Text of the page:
May 16, 2019 at 8:55 am #89670Coggleton@coggleton
For a positive change arc the protagonist starts out believing a thematic Lie and comes to embrace a thematic Truth; as such, the antagonist needs to represent a thematic Lie.
But what about in a negative change arc, where the protagonist ends up believing the thematic Lie instead? While there’s the option of having the antagonist represent the thematic truth, what about situations where the protagonist starts out believing the Truth and comes to believe the Lie at the end?May 16, 2019 at 9:55 am #89676valtmy@valtmy
I love such characters, usually when written and contrasted well with another equally compelling positive change arc. 😀
I believe you what you are asking about is a “corruption” arc where the character starts in a world that already believes the Truth, has the chance to embrace it, but is tempted away. That means there is something good which the character possesses (love, family etc.) but he takes it for granted and throws it away in pursuit of the Lie.
What also comes to mind is the Parable of the Soils. Perhaps you can have it be a case of the seed falling on “rocky ground” (i.e. The character’s belief in the Truth is superficial and he has been practicing it only to conform to the people around him or because he has never truly been put to the test) or “among thorns” (i.e. The character has genuine belief in the Truth but the troubles, losses and failures resulting from following the Truth discourage him. Seeing how the wicked prosper and the righteous suffer, he begins to believe in the Lie).May 20, 2019 at 6:44 pm #89990The Inkspiller@the-inkspiller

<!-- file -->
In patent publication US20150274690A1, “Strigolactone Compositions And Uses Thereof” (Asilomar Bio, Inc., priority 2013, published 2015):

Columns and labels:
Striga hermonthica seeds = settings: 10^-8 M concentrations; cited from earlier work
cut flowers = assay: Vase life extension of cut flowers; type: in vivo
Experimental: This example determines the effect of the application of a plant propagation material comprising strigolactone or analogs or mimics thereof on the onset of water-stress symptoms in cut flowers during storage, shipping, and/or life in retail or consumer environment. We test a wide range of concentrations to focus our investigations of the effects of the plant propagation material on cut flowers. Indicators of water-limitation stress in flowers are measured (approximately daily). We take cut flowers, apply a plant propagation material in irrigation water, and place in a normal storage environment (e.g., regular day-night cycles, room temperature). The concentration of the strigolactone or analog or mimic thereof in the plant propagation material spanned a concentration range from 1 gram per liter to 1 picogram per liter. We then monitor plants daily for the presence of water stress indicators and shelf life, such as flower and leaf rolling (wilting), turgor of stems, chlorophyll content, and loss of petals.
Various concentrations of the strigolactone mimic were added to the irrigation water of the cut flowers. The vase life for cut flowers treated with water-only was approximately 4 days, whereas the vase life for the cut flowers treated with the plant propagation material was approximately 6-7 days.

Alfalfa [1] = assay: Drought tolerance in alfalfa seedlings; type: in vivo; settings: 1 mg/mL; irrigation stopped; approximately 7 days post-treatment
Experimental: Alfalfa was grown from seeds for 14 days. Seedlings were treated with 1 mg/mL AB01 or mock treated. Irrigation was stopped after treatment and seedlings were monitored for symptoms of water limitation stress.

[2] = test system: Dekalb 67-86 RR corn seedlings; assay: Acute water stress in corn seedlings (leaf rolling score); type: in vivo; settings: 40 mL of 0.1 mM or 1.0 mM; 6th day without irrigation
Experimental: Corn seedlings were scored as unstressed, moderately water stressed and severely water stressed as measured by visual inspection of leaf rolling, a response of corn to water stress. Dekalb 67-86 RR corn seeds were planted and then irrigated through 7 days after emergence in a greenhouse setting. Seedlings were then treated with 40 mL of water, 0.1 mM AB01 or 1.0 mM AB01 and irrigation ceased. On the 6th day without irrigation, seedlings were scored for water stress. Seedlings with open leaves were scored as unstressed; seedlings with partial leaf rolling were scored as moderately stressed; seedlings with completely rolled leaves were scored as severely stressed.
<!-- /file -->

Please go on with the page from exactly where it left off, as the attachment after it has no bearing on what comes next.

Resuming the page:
Valtmy has some good points regarding the “corruption” arc and the “rocky ground” arc. But I sense your original title question still needs answering as to how to write an antagonist for a negative character arc (for the protagonist). So, I’ll roll up my sleeves and give it a shot. If you have a specific set-up or characters in mind which you’re working with, I may be able to provide more specific and instructive help.